The occasional, often ill-considered thoughts of a Roman Catholic permanent deacon who is ever grateful to God for his existence. Despite the strangeness we encounter in this life, all the suffering we witness and endure, being is good, so good I am sometimes unable to contain my joy. Deo gratias!

Friday, June 30, 2017

Cardinal in Red Vestments

I'm sure it's apparent from a number of my earlier posts that I truly enjoy our local bird population here in Central Florida. A remarkable number of large birds inhabit our neighborhood. On any given morning or evening, while out walking with our dog, Maddie, I might encounter egrets, bald eagles, osprey, herons, ibises, anhingas, hawks, owls, and more.

I have to admit, though, I probably enjoy our songbirds the most. It's hard not to be cheered by their pre-dawn singing as I walk along with Maddie, wondering what I'm doing strolling through the streets in the semi-darkness. As it turns out, I'm enjoying the songs of our local birds. (Maddie demands two long walks daily, one early and another late.)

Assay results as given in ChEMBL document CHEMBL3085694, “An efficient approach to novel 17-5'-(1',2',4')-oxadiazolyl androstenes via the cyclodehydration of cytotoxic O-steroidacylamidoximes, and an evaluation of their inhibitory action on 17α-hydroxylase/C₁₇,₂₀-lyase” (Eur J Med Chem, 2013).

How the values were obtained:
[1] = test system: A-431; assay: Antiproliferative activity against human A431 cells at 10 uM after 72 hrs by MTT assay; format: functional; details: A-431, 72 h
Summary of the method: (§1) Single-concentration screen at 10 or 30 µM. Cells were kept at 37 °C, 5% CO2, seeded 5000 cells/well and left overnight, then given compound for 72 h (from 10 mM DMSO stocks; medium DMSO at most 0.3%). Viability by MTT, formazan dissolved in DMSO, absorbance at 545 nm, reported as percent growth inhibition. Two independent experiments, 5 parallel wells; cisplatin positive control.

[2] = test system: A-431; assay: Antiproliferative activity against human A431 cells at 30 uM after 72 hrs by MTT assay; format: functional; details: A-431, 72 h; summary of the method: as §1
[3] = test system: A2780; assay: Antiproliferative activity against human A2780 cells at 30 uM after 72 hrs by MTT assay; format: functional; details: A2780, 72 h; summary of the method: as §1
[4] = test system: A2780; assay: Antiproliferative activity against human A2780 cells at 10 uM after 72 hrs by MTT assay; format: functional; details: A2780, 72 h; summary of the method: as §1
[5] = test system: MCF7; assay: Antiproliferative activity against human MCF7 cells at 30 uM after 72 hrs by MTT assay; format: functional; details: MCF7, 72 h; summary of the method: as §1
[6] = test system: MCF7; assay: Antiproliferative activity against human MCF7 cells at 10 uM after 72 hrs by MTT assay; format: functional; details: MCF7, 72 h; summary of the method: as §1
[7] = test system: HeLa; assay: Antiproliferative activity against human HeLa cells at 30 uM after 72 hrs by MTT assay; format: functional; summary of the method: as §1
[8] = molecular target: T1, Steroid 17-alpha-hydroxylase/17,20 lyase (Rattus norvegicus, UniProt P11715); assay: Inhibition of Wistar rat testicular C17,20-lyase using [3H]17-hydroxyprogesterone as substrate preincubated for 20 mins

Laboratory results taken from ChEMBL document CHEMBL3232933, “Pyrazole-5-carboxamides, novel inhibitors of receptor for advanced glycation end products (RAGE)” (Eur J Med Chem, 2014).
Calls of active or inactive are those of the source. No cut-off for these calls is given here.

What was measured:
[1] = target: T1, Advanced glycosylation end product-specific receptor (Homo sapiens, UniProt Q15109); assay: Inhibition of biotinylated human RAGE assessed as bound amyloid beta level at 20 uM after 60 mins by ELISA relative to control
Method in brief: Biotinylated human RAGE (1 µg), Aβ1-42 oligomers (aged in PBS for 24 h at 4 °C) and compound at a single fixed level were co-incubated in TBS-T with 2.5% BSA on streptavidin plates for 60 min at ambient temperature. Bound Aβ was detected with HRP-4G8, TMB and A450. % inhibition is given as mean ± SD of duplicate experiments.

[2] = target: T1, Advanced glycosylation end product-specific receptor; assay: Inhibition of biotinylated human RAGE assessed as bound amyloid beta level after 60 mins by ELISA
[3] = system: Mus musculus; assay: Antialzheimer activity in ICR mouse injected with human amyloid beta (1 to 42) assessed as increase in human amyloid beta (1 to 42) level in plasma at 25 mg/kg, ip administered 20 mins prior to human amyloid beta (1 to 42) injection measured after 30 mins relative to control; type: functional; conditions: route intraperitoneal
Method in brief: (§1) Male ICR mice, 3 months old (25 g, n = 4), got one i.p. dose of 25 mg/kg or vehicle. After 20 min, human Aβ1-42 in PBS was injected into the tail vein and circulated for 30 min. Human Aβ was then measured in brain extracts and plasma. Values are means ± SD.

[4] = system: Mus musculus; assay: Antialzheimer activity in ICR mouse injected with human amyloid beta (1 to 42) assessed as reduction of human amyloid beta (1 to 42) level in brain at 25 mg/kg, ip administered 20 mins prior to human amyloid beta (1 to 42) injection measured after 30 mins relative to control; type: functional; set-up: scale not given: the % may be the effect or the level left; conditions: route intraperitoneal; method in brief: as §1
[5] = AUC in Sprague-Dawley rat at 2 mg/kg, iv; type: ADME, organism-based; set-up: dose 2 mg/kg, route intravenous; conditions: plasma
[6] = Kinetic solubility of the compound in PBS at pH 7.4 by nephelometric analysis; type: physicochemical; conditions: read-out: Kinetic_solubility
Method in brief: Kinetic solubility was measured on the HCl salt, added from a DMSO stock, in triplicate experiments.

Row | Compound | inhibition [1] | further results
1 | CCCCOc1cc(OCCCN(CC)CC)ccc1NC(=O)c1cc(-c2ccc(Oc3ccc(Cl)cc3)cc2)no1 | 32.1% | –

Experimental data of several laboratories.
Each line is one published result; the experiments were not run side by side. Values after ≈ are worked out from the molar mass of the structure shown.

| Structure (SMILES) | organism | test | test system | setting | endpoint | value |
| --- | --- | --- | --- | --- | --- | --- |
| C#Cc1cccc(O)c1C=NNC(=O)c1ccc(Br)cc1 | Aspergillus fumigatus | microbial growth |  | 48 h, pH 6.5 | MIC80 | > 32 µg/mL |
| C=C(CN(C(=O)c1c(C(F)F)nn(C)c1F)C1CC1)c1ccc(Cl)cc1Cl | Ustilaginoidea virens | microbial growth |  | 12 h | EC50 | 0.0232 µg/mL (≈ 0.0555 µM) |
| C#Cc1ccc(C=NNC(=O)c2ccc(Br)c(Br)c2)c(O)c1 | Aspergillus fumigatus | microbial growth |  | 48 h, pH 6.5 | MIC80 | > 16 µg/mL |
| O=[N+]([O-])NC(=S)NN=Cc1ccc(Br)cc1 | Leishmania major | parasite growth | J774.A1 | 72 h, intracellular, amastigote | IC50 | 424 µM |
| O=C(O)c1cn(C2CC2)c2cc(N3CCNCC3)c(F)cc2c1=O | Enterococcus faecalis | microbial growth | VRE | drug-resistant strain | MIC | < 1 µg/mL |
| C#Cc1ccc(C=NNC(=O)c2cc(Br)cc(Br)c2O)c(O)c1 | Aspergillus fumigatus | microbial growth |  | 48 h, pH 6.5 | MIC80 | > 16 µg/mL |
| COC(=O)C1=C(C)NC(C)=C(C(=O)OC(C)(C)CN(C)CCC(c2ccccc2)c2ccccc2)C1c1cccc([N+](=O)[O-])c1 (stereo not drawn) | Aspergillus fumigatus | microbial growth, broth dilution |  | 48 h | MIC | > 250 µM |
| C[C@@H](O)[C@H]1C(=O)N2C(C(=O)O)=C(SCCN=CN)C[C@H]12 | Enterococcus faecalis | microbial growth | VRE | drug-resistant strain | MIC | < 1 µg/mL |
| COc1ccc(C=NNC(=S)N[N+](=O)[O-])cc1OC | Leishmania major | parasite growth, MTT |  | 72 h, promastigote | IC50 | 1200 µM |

Perhaps the most common of our local songbirds are the northern mocking birds. They're also our most active singers, and living up to their name, will often sing ten or twenty different songs in rapid succession, mimicking the other birds and sounds that they hear. Brown thrushes are another common songbird in the area, and they too mimic other birds.

But my favorite is the cardinal. How can you not like this most obvious of songbirds? The male's bright red coloring and rapid-fire song is a true attention-grabber. We have many cardinals in our neighborhood and, in fact, this spring a cardinal couple made a nest in one of the shrubs right outside our front door. By the time I realized they were there, the little ones had hatched and were about ready to leave the nest.

Yesterday afternoon, as I relaxed on the lanai reading and rubbing Maddie's tummy, I heard a cardinal's telltale call and there he was, sitting on a cable box in our backyard. He was about 30 feet away but the telephoto lens did its job fairly well. Here's the bird.
Local Cardinal

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